Do remember to empty out the fuel and service the little beast properly before you put it away for the off season. I killed a carburetor by not doing so. I also had to replace the gearbox after 5 years, which was expensive, but we have given the machine very hard use.

Mantis 4-cycle gas tiller

The older style of 2-cycle engine tiller is a little noisy, and it puts out more emissions than a 4-cycle engine would, and you have to mix the gas and oil, which some folks don’t want to do. So Mantis responded to their customers’ requests and introduced a 4-cycle (4-stroke) – engine tiller. The engine on this tiller is a good quality Honda and as a 4-stroke it is normally easier to start than a 2-stroke. However, the tiller as a whole is about 4lb heavier, at 24 lb. This is still easy to move around and work with.

Apart from the different engine this is basically the same tiller: same sharp “serpentine” shaped tines which slice through anything short of rocks, same 10″ tilling depth (when you start comparing tillers you’ll realize that this is DEEP – and they are not hyping the machine, it really does go that deep if you stop in one place and let it dig) and same narrow width that allows you to get in between rows and into tight corners. It also takes all the same useful attachments as the 2-cycle tiller, except for the single- and double-edged trimmer bars.

This is the Mantis tiller model for you if you prefer not to be messing around mixing oil into gas (and then wondering what to do with the half-can you didn’t use at the end of the season) and want an easier-to-start engine.

Safety Gear to use when Tilling with your Mantis

Tillers are noisy, they have sharp fast-moving blades, and they throw stuff about. You absolutely should invest in good safety gear at the same time you buy your tiller if you don’t already have suitable equipment. Ear protection, eye protection, good boots, and gloves which will absorb vibration are all on the list.

Mantis 3-speed Electric Tiller/Cultivator

So even a 4-stroke engine isn’t easy or clean enough for you, eh? I sympathize: if this electric version of the Mantis had been available when I bought mine I think I would have tried it out first. Starts at the flick of a switch, no messy fuel or oil, no fumes or pollution, less noise.

The big downside is that you’re dragging a power cord after you, which may be a limitation for some – if your garden is more than 100′ or so from a power socket you are going to be out of luck. And if you are the kind of person who mows over the cord with an electric lawnmower, or gets the cord all tangled on an electric weed whacker, then maybe this is not such a good idea!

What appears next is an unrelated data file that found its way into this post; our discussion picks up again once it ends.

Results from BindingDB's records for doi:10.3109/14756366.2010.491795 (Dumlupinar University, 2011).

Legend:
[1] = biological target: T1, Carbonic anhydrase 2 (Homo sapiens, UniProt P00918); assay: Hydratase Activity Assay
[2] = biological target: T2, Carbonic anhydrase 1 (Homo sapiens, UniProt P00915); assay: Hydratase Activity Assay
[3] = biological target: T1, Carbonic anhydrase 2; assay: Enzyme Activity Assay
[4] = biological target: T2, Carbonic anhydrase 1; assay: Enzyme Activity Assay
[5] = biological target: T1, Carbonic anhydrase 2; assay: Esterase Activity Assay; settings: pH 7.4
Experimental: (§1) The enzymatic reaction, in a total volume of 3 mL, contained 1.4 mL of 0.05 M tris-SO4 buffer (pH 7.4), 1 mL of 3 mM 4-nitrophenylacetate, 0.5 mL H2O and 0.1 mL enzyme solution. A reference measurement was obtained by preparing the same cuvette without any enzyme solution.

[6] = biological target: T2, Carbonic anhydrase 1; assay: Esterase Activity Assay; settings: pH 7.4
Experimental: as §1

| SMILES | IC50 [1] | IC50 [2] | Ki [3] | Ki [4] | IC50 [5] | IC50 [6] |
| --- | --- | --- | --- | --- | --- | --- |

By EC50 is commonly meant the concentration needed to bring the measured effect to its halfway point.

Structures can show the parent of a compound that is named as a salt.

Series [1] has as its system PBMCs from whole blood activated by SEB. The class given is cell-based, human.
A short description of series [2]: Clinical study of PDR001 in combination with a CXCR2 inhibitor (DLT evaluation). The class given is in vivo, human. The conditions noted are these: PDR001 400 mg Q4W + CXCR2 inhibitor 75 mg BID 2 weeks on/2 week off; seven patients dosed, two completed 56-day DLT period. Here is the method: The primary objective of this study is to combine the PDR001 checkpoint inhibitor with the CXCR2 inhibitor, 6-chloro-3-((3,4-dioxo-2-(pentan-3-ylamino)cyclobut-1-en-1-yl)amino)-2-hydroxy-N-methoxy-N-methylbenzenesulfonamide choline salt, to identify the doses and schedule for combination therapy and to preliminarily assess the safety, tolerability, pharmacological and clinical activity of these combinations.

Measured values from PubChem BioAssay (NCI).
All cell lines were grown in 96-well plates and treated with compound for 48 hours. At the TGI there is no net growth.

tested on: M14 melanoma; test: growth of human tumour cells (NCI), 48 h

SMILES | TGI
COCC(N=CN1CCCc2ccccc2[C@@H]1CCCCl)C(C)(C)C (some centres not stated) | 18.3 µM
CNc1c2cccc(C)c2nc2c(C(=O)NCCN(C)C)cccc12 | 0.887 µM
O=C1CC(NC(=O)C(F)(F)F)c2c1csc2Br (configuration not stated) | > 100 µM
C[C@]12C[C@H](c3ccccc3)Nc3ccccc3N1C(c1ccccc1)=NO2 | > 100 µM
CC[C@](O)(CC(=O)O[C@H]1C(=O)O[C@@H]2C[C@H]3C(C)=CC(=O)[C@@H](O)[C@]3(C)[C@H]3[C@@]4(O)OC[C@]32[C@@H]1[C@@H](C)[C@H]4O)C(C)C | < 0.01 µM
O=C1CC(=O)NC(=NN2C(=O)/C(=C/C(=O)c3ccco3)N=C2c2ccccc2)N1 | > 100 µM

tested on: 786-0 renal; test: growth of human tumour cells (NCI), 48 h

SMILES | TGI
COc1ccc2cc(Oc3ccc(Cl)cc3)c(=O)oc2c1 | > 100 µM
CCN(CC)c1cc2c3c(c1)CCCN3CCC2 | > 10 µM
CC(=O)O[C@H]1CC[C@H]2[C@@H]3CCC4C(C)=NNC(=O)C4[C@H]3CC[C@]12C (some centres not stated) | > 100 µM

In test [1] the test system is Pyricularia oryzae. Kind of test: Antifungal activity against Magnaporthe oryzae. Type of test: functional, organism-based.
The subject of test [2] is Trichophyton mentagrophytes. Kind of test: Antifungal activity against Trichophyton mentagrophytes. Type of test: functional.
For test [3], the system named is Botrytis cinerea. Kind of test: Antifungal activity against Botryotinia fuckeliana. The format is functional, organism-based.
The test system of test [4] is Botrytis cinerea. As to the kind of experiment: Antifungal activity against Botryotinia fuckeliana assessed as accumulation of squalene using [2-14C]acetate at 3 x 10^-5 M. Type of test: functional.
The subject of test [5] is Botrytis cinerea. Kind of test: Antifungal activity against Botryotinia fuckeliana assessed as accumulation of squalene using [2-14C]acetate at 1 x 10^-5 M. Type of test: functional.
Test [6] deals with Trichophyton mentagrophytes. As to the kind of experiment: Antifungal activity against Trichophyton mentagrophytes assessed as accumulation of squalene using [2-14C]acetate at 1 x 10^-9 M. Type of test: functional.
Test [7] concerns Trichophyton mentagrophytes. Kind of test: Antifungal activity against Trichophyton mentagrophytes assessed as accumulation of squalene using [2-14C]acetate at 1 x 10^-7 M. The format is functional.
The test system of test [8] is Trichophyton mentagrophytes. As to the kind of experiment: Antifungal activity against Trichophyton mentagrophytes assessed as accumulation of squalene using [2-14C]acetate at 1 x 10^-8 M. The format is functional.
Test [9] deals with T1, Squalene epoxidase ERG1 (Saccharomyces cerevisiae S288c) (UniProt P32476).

(Update: Mantis now makes a CORDLESS electric tiller, which of course completely does away with the cord problem. The downside is that the tiller is heavier because of the battery).

The 540W motor is equivalent to 3/4 hp, so on paper it’s a little less powerful than the 21cc (0.9 hp) 2-stroke engine. However, the company claims that it will still till through sod and make new beds, just like its gas-powered brothers. Amazon reviews are mixed on the subject. Some warn that you should only use the tiller for short periods, not continuously, and allow it to cool off between uses.

Mantis XP-16 tiller

The Mantis company took their 4-cycle tiller, upped the engine size, added two extra sets of times to it, and created the Mantis XP 16″ model – which tills 16″ wide instead of only 9″. With this model you lose the very light weight (it weighs 34lb instead of 20) and the narrow width for getting in tight spaces, but you gain speed and convenience when tilling larger areas. This is great if you need to till a whole existing garden area which already has reasonably good soil: you’ll be finished in half the time as the tiller is almost twice as wide. You can also remove the outer tine sets to till a narrow width, but of course the top cover will still be wide.

Given my experience with the gearbox wearing out on our narrow Mantis, I would be worried about the amount of side-force exerted on the gearbox in this model with the longer axles. The XP is only available directly from Mantis